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The problems of the U.S. health care system are well documented soaring costs, low customer satisfaction, increasing problems with quality and restricted access to care. These issues are gripping the psyche of most Americans who worry about what their health care will cost and what level of quality they can expect.

There is no single system that can take care of the demands of an entire region. As a formal ministry of the Catholic Church, Catholic Health must remain independent to fulfill its mission. It's also widely proven that competition reduces costs, while monopolies drive them up. The delivery of health care services is elevated and costs are reduced when there is both healthy competition and collaboration, and when patients have a choice.

The School of Medicine and Biomedical Sciences at the University at Buffalo focuses on research, teaching and patient care to support its first two disciplines. The academic medical setting is important to the health care delivery equation, advancing research and educating new doctors.

Catholic Health, on the other hand, has developed a unique organization, a high-performing health care system, that is positioned to deal with the reductions the health care industry is facing, while maintaining high-quality, nationally ranked care for the patient -- providing the right care, in the right place, at the right time and at the right cost.

After decades of operating in an industry full of redundancies and unnecessary expenses, our efforts to control rising health care costs are impacting patients in a positive way. Today, Catholic Health cares for 40 percent to 50 percent of the marketplace, depending on the service line.

The system's transformation hasn't happened overnight, but over a period of several years that began long before the Berger Commission was created to respond to community needs for high-quality, affordable and accessible care. At a time when Medicare is the nation's largest insurance program, reducing health care cost isn't just an option, it's a matter of survival.

Today, in this new paradigm, we are being recognized as a model for other state and national systems to follow. We have set the bar on quality and safety, controlling costs through delivery efficiencies, setting new performance standards and incentivizing providers to reward better quality care, not more care.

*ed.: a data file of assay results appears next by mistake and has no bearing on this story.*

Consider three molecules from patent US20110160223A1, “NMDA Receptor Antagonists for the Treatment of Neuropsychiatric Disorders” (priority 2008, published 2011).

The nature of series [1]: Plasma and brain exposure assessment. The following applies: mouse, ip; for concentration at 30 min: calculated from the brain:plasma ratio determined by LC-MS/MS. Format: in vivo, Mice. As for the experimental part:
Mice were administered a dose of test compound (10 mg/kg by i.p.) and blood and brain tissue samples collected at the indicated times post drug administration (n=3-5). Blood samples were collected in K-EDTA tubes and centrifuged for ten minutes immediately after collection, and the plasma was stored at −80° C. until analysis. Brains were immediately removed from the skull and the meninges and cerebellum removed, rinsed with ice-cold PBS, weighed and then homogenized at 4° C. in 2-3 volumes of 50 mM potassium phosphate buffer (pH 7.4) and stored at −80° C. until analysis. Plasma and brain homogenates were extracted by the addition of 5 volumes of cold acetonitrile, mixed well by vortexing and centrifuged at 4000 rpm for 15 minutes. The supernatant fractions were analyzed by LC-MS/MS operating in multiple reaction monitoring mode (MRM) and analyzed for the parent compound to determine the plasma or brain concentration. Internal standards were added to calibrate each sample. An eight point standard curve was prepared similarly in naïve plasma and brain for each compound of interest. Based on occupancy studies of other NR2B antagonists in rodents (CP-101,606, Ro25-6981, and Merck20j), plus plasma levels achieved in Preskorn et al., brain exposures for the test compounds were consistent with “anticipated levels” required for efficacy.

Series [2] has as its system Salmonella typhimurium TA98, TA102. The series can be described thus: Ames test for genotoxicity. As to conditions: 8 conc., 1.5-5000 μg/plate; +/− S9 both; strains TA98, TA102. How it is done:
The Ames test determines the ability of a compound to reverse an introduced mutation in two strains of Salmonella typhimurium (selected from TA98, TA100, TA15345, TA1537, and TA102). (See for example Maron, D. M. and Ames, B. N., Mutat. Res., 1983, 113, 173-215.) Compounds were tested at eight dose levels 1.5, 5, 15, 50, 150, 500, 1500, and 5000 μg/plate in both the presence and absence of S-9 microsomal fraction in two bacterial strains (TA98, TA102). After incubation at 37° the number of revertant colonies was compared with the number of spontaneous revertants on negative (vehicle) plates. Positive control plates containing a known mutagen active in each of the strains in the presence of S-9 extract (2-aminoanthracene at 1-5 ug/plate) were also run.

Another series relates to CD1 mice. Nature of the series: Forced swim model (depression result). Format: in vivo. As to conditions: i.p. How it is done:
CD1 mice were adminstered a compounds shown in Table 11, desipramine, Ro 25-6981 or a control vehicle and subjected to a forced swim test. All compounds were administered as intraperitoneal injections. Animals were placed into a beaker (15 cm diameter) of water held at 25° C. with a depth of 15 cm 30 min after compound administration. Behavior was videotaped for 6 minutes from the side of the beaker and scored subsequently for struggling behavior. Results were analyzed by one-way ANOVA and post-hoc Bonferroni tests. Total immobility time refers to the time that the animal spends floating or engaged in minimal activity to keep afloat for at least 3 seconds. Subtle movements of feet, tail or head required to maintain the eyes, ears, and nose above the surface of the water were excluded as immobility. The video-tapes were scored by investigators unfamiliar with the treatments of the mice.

By rebalancing our focus -- from a traditional hospital-based medicine model to a more accessible, lower-cost, outpatient and sub-acute delivery model, we are adding value to every patient experience and gaining the highest state, federal and industry ratings for care in the region.

Catholic Health is ranked the top integrated health care system in New York State, the third in the Northeast and 30th in the nation. It has again received the most five-star and quality Excellence Awards of any Western New York health provider from HealthGrades, the nation's leading objective rating source studying patient outcome information based on federal Medicare data. The Society of Thoracic Surgeons continues to recognize Catholic Health in the top 15 percent nationally for cardiac surgery performance with a "three star" award for quality, its highest rating. And according to the New York State Department of Health, the Mercy Heart Center has achieved the highest scores in cardiac care in the region, proving that you don't need to be the biggest to be the best.

Catholic Health's goal is to have our standard of care integrated at every stage and location of the patient experience, and that includes our physician partnership with Catholic Medical Partners (CMP). This network of 900 Western New York physicians shares our vision of a new and improved patient experience, one that saves time and money while adhering to nationally recognized practice standards.

A key component of this partnership is strong disease management programs through the creation of Patient Centered Medical Homes at CMP. Administered by more than 120 nursing care coordinators placed in primary care practices, our attention is focused on patients with chronic medical conditions, representing 75 percent of the nation's health care spending. By helping patients take a more active role in their own care, we are reducing hospital admissions and the need for more expensive intervention.

Care coordination between Catholic Health hospitals and CMP member physicians is facilitated by the area's most advanced electronic medical records system. With more than 75 percent usage compared to 25 percent nationally, this unprecedented level of communication allows physicians to speak in real time, reducing repetitive testing and properly managing treatments and medications, and ultimately bending the health care cost curve. Only 69 hospitals in the country have achieved this standard.

And by expanding our geographic footprint and creating partnerships with Mount St. Mary's to the north and Bertrand-Chaffee and Cuba Memorial to the south, patients now have access to specialty services that didn't exist or were geographically out of reach up until two years ago. It's our goal to work with community hospitals to help strengthen their ability to care for patients rather than bring them to Buffalo unnecessarily, ultimately weakening their care systems.

By working together and changing the way we operate -- to thrive in an era of health care reform -- Catholic Health is empowered to give patients the kind of care they trust, and the kind of experience they value. As a result, we are prepared for the industry shift from a "pay for services" to a "pay for outcomes" model; leading the region in health care reform.

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Joe McDonald is president and CEO of Catholic Health and chairman of the Healthcare Association of New York State.